Most of us could not imagine a world without the Internet. I vaguely remember when my parents first got the Internet sometime in the mid 90s. My dad wrote articles for the local newspaper and had to submit them online. Aside from maybe an occasional email, our computer was used for little else. Over the next few years the technology started to change rapidly and develop from dial-up internet to what we are familiar with today. Soon I was instant messaging my friends, doing research for school projects, and downloading music. By the time I graduated from high school, the internet and computers had come a long way and they were not the same as they had been when my dad was submitting articles. YouTube had come into existence, Facebook was changing how people connected around the globe, and I wasn’t downloading just music, I could download entire movies – and fairly quickly too. The demands that I was putting on the network were exponentially higher than they had been only a few years previous and with each year, those demands increased. By the time I graduated from high school in 2007, 74% of Americans were online and they were doing many of the same heavy data usage activities as I was doing.
The ability to stay connected with people around the world has both increased for consumers as well as international companies. The benefits of a connected world are endless and the information that we share across the globe has become enormous. As an international company with 23 locations scattered across the globe, Dynacast constantly relies on the Internet to transmit information and for communication. The intertwined global economy could not operate as successfully as it does today without the Internet. With many businesses relying on cloud based storage solutions, the need to send and retrieve this information is even greater and the quality, consistency, and speed of the networks we use has become more important than ever.
At the forefront of this high-speed connectivity are many prosperous Asian countries like South Korea, Japan, and Singapore. It may be no surprise that these countries top the list of fastest internet speeds in the world, but what may be more surprising is that the US doesn’t even place in the top five. Countries like Latvia and the Czech Republic both have faster average internet speeds. A driving force behind the creation of super high-speed infrastructure is the expansion of fiber optic networks.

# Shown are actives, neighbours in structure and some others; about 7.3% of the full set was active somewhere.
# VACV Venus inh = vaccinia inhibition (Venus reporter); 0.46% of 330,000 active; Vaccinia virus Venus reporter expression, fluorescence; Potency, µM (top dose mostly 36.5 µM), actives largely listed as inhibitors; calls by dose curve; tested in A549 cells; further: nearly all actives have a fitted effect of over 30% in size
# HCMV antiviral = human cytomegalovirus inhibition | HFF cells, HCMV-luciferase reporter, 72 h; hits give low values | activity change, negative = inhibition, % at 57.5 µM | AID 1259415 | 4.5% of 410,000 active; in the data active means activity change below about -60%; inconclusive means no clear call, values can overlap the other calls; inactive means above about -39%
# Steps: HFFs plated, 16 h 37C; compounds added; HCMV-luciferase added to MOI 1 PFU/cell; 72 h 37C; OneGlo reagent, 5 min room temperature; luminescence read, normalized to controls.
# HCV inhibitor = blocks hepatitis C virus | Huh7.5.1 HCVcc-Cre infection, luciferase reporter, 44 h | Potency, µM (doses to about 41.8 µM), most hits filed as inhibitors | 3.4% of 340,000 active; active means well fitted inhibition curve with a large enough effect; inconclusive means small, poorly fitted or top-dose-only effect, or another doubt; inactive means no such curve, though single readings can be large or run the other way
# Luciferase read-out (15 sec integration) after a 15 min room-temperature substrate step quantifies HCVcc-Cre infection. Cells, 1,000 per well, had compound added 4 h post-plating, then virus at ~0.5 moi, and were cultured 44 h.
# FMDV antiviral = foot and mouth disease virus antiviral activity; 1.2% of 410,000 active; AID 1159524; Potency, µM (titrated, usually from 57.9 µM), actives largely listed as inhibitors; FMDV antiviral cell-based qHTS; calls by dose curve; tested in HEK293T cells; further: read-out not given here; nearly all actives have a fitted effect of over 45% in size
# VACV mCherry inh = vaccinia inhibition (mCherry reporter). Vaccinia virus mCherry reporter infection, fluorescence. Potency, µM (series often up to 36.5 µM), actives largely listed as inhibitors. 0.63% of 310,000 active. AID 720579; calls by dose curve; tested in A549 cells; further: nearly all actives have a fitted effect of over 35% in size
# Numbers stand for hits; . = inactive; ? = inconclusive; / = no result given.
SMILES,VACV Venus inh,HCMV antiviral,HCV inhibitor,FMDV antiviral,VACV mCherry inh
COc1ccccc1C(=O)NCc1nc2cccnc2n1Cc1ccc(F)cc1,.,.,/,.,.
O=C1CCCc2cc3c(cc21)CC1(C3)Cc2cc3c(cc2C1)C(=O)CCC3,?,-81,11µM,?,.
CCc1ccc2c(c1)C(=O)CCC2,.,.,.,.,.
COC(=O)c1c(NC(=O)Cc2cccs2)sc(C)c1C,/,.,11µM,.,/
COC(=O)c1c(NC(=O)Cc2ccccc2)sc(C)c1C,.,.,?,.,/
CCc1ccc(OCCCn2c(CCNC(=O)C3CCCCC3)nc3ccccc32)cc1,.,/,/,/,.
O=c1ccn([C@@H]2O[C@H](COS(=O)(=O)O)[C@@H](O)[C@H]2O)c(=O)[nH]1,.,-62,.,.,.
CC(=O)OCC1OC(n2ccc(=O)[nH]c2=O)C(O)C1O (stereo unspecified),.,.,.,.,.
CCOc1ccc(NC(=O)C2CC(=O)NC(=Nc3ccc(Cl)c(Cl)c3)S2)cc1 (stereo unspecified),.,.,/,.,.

Fiber optic communication happens when information is transmitted through pulses of light that travel through an optical fiber. The light uses an electromagnetic carrier wave to move the information. Though the technology was developed in the 1970s, it isn’t until recent history that we began using it widely. Copper wire, which was already buried under our streets for telephone lines, is what most of us are using for many of our internet connections. The installation costs of fiber optic networks are incredibly high, though they are decreasing and companies are realizing that the demands of businesses and consumers are going to force them to modernize their infrastructure.
Google Fiber is one of the first large scale projects being undertaken to totally revamp cities’ internet networks. Google chooses cities across the United States that have been picked for Google’s “Google Fiber” internet. These cities will receive state-of-the-art networks that are capable of 1 gigabit per second speed. This is roughly 100 times faster than what most Americans have. Verizon is the only national internet provider to have created a large-scale fiber optic network in the United States, but the speeds are less than half of what Google has achieved with Google Fiber. Currently, only 7% of Americans have access to a fiber optic internet connection and only 16% of people in the developed world.
Fiber optic networks are going to grow significantly in the next few years. Developing countries are opting to fund fiber optic networks over transportation infrastructure because they realize how important having fast, reliable internet is to their economic growth. The European Commission is striving to have a 100% coverage goal of speeds of 30mbps or better by 2020. In order to achieve this goal, they will rely heavily on fiber optic networks. Faster internet access through fiber optics is one of the main catalysts that will propel societies into the future. Having a reliable and fast internet infrastructure is a major prerequisite for economic prosperity and the countries who invest in it will have a better chance at succeeding in the global economy.